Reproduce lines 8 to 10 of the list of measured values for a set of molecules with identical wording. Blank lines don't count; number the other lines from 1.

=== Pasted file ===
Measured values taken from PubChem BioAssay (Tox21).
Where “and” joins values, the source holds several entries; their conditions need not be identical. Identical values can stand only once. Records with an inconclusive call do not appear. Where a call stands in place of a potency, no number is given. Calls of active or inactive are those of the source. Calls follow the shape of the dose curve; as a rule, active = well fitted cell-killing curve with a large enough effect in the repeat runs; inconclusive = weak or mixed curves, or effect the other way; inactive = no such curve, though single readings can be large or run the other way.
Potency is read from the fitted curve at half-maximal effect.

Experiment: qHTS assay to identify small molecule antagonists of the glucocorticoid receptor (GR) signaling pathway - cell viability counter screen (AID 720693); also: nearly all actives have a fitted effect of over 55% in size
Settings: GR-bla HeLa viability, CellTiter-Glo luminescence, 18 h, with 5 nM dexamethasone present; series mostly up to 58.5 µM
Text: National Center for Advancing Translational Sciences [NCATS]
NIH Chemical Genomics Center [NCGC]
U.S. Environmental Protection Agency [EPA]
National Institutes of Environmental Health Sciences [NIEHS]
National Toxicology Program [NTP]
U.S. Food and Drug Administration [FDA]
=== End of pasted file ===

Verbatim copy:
U.S. Environmental Protection Agency [EPA]
National Institutes of Environmental Health Sciences [NIEHS]
National Toxicology Program [NTP]